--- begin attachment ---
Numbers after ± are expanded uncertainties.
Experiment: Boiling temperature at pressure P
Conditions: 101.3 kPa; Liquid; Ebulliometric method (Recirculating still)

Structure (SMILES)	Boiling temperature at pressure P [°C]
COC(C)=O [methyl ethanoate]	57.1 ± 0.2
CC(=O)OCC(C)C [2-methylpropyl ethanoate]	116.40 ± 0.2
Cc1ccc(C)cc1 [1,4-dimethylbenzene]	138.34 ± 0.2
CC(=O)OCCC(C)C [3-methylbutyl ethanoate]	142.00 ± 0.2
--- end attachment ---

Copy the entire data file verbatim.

Numbers after ± are expanded uncertainties.
Experiment: Boiling temperature at pressure P
Conditions: 101.3 kPa; Liquid; Ebulliometric method (Recirculating still)

Structure (SMILES)	Boiling temperature at pressure P [°C]
COC(C)=O [methyl ethanoate]	57.1 ± 0.2
CC(=O)OCC(C)C [2-methylpropyl ethanoate]	116.40 ± 0.2
Cc1ccc(C)cc1 [1,4-dimethylbenzene]	138.34 ± 0.2
CC(=O)OCCC(C)C [3-methylbutyl ethanoate]	142.00 ± 0.2